Breckland Birder

Breckland Birder
Crossbill in Breckland, Norfolk Photo by Paul Newport

Thursday, 31 March 2016

On this day....

31st March 1999
Thompson Water, Norfolk

On a cold, clear morning back on 31st March 1999, I walked from my home in Watton, Norfolk, to the Norfolk Wildlife Trust reserve at Thompson Water, some 4 miles distant.
Approaching Thompson Water, but still some distance to go, I began to hear something I had never heard previously, a barking-like call which had me completely stumped.  This strange call became louder as I approached and my heart started racing as to what it could be.
The sun rising at Thompson Water meant that I had to position myself along the southern side to avoid whatever it was being silhouetted from the west bank in the early morning bright light.
I could not believe what I was looking at, the bird was located in open water, it was a male PIED-BILLED GREBE in summer plumage, and to date, constitutes my rarest ever personal find.
Pied-billed Grebe
My first impressions of this bird was of an oversized Little Grebe. The thick stubby bill was pale with a bold black vertical band. The chin was black, a feature absent in winter.
As I watched this bird, it continued to call.  Calling was accompanied by the bird extending its neck forward to give it an almost flat appearance on the water, the throat was puffed out as it gave its loud "coo-coo-coo-coo-coo-coo" call.  Aggression was seen towards the resident Grebes as it called.
My next thought was what to do....I had no mobile phone.  I walked back to the village of Thompson to the phone box.....the phone box had recently been removed...great.  I met a man in his garden and stated to him that I needed a phone to call a friend about a bird I had located at the water, he very kindly allowed me to use his phone.  Not long to wait, and my friends, Micky and Matthew Stainthorpe arrived at Thompson Water to enjoy this extreme rarity from the Americas.  The Pied-billed Grebe remained until May of that year.

I have found some scarce and rare birds throughout my birding life, and NOT being of the twitcher fraternity I decided to keep the presence of this bird to a few close friends.  I may be criticised for doing this, a suppressor is the term used I believe, however, I had the welfare of this Pied-billed Grebe in mind.  The reasoning for this was because this very rare bird was previously watched at another site some distance from my patch, and it came to light that irresponsible twitchers had thrown sticks into reeds in an attempt to force the bird into open water, this is wholly unacceptable behaviour and I didn't want to risk a repeat of this behaviour on my patch.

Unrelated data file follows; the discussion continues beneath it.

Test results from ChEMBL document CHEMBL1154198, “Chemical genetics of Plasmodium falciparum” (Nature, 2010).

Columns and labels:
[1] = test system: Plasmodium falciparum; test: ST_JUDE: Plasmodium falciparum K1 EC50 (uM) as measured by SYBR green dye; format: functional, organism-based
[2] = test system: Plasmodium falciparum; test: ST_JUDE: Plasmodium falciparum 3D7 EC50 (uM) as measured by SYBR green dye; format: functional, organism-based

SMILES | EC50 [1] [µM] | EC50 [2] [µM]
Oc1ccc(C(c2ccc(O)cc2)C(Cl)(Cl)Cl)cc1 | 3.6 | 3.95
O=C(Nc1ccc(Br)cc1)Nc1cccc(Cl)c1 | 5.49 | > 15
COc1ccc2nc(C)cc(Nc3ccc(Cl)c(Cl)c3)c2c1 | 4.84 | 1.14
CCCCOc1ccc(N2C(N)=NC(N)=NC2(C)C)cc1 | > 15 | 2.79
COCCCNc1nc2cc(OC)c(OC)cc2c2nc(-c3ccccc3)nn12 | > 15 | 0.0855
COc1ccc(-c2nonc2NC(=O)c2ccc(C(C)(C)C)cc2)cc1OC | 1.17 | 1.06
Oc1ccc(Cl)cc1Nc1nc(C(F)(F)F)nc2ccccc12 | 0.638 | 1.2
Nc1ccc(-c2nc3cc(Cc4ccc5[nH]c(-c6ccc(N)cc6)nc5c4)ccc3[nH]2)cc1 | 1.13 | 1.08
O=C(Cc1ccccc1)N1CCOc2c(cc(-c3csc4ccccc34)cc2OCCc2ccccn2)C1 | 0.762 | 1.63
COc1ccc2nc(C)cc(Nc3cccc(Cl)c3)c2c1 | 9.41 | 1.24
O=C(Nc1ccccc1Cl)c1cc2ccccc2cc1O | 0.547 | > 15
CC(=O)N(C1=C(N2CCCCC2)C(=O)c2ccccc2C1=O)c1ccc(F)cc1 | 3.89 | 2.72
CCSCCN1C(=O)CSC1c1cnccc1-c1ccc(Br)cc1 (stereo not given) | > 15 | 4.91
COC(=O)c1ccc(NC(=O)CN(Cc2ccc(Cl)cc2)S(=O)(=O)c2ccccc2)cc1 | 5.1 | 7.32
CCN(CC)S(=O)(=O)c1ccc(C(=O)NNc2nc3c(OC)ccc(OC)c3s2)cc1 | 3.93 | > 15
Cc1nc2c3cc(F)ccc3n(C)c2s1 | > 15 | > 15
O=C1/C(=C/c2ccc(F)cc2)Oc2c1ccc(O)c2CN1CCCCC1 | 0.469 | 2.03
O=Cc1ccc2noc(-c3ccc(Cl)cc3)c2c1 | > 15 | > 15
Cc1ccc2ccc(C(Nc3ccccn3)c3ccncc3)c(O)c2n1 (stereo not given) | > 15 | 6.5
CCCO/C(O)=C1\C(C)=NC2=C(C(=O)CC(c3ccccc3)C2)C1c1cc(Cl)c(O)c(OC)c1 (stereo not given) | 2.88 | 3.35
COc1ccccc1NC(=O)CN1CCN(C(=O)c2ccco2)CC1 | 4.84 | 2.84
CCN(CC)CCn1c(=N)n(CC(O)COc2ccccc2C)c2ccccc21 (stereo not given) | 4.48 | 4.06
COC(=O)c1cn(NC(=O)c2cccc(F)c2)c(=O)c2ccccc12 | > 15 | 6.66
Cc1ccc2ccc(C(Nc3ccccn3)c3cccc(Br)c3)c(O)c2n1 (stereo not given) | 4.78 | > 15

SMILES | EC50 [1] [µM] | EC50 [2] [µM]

Tuesday, 29 March 2016

First Blackcap

Today was a full day of working, however, the following notable observations were had on my rounds:

Fieldfare - a small flock flying North over Barnham Broom were probable outgoing migrants
Chiffchaff - a singing male in woodland along Burdock Lane, Barford
Blackcap - a singing male at Hethersett

Friday, 25 March 2016

Threxton and Little Cressingham, Norfolk

From sunrise, and indeed throughout the whole day, the day was very bright with some passing cloud around midday.  The wind was a moderate NW.  A maxima of 15 degrees Celsius.
And it was from sunrise that I started my 4 mile walk taking in both Threxton and Little Cressingham.  The recent run of northerly winds have clearly blocked arrivals of summer migrants, this was reflected  in the absence of Chiffchaffs along my whole route.
This was a productive walk with a good selection of common birds seen as follows:

1 Kestrel - a stunning female in early morning light on a hedge.